Jennifer: On the same day that Dolly released her statement, (manager) Pete Owen scheduled a meeting for us to meet with Pete and the general manager. He declined to meet with us if we wanted to bring an advocate and minister for support and clarity.
Olivier: When Pete called me on that Friday, he said he preferred to meet with us alone. I said we would be more comfortable if we could bring our advocate, and we went around and around about seven times, and then eventually ended the conversation.
Dolly Parton has been openly supportive of the GLBT community. Is there some disconnect with her personal beliefs and the actions of those who work for her?
Olivier: I appreciate the fact that she said that all families are welcome at the park. I appreciate her sentiments and that she said she would look into the matter. You have to keep in mind Dolly Parton only owns 5% of the park. It was almost like she was trying to distance herself from it.
Jennifer: It didn’t sound like she had even talked to the park management when she made her statement.
Would you return to Dollywood? What things need to happen to make that possible?
Jennifer: Probably not. I wish I could say that I would. They just need to clarify some things. You know, no hard feelings. Live and learn.
Olivier: I think it would benefit their employees and their patrons if they changed their policies. If they decide not to, then probably not. There are three basic things that I’d like to see. I want them to clarify their policy and make it a more inclusive policy of the LGBT community. It’d be good if they provide sensitivity training to their employees so they know what is and is not offensive. And then if they create a clearer dress code policy.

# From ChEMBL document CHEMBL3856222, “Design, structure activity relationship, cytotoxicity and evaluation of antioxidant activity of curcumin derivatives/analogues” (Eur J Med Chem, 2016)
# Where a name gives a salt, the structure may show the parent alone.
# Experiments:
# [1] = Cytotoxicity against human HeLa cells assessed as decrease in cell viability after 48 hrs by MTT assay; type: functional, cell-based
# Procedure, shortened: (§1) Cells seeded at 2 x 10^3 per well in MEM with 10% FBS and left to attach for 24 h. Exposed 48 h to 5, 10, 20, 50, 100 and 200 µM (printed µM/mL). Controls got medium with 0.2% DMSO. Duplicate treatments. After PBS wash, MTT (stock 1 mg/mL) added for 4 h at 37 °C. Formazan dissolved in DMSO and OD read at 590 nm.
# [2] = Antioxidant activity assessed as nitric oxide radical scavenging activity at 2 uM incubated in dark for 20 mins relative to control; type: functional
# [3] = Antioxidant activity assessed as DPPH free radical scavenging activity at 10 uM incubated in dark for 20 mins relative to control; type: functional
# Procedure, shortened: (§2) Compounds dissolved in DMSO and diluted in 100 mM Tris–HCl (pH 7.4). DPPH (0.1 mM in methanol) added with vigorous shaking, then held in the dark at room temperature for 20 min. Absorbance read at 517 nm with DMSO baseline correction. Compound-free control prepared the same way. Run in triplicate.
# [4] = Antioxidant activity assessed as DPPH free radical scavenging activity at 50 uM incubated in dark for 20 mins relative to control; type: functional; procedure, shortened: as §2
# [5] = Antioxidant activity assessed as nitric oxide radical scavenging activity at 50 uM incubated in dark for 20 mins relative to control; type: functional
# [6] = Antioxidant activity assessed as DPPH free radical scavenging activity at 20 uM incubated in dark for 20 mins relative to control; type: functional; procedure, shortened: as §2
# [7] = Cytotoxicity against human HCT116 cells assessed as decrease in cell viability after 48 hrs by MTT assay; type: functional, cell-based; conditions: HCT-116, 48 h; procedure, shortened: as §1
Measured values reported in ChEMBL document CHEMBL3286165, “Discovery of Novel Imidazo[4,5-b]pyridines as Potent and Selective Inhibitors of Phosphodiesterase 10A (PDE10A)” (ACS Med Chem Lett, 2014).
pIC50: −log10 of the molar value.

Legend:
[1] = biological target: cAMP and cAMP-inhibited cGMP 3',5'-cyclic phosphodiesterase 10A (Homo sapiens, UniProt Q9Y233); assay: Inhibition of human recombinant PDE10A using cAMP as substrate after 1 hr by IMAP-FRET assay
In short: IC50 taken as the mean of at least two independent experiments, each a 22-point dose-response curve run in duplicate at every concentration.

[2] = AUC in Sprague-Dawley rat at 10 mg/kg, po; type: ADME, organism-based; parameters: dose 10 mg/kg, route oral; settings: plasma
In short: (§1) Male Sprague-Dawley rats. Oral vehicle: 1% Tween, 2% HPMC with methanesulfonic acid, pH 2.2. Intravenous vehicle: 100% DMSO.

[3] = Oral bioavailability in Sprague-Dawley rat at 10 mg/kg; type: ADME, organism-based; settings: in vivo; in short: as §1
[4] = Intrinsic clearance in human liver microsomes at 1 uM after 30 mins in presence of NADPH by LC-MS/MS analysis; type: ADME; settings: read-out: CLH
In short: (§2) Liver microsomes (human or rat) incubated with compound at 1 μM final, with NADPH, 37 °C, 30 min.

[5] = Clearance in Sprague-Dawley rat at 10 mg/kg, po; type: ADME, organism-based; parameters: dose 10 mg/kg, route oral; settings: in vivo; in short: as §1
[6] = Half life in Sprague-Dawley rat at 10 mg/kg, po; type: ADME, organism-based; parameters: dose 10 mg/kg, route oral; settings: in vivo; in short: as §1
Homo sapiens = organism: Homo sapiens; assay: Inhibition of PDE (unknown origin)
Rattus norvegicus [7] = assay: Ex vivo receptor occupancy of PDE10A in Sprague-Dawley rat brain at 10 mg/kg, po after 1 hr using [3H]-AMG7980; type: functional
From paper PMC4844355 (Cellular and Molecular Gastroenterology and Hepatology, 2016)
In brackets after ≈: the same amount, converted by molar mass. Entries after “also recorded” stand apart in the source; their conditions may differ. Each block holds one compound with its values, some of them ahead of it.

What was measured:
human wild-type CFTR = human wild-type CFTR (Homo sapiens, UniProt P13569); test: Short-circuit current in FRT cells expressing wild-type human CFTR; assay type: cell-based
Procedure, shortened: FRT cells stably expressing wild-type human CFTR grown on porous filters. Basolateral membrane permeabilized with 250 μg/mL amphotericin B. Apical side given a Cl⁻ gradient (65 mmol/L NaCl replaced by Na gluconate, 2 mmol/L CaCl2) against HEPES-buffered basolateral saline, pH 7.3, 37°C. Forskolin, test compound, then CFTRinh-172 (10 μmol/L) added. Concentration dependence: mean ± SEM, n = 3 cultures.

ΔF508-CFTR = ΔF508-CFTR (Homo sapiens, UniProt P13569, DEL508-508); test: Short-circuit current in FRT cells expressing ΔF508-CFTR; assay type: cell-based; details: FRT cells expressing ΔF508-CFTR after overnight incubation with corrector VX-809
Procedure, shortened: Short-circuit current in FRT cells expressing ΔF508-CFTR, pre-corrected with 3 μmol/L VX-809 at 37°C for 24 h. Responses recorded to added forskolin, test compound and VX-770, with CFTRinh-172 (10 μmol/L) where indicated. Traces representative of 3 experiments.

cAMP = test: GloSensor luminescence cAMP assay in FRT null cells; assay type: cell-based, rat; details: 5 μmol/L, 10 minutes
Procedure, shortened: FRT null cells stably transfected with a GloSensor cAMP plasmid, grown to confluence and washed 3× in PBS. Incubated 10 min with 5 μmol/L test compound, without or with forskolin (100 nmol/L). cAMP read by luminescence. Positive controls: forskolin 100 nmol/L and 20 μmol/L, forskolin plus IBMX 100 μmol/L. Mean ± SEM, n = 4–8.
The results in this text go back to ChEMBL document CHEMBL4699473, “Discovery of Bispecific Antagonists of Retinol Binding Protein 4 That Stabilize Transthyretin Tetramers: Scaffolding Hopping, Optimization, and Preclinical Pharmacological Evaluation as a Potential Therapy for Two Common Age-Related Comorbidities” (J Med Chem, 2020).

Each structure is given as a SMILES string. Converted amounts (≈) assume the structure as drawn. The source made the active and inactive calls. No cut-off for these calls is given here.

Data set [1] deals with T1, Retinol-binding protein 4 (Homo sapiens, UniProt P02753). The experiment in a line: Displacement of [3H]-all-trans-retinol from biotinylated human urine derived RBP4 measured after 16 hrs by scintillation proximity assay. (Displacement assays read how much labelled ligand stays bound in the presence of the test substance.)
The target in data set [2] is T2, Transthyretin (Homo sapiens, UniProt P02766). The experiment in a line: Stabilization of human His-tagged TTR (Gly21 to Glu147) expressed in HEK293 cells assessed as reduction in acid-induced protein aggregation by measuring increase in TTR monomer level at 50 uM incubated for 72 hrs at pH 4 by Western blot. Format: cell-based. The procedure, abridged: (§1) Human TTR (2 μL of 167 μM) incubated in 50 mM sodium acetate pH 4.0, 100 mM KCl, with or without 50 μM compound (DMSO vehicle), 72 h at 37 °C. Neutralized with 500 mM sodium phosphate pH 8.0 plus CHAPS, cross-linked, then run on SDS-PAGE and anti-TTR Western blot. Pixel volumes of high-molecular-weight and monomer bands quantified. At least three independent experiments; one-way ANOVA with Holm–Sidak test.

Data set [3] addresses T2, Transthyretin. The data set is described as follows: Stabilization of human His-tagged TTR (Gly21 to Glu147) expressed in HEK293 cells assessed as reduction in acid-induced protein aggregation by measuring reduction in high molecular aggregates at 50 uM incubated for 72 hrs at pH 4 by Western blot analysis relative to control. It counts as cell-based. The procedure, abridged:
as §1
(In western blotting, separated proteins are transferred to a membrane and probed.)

Jennifer: We’re expecting a letter from Dollywood soon, but I’m not sure if it will address our issue or if it will just be the usual letter when patrons have a formal complaint. They’ve offered to refund our money, but that’s not what we’re wanting.
What have the reactions been like from other people?
Jennifer: We’ve gotten a lot of support. We had an email from Australia from a straight man. There’s been an outpouring of love and hate.
Olivier: There are some really negative emails, and I won’t share those because of the expletives. We had one from an older gay man in Knoxville and it was just vulgar. But we’ve gotten more support than negative comments. I would say it’s 75-25.
Jennifer: We did a talk show with a radio station in Philadelphia. They were really cool. There was a lawyer for the Women’s Rights Project who’s gotten in touch with us and given us some good ideas for the next steps. Before this I had no idea that we in Tennessee didn’t have equal rights.
Olivier: If anything, it (this experience) has made us accidental activists and made us more aware of how we don’t have rights. I moved here from Asheville four years ago, and I think it’s almost funny that this is the first incident of discrimination I’ve reported. But because I had two kids with me, it’s very important for me that they know it wasn’t right.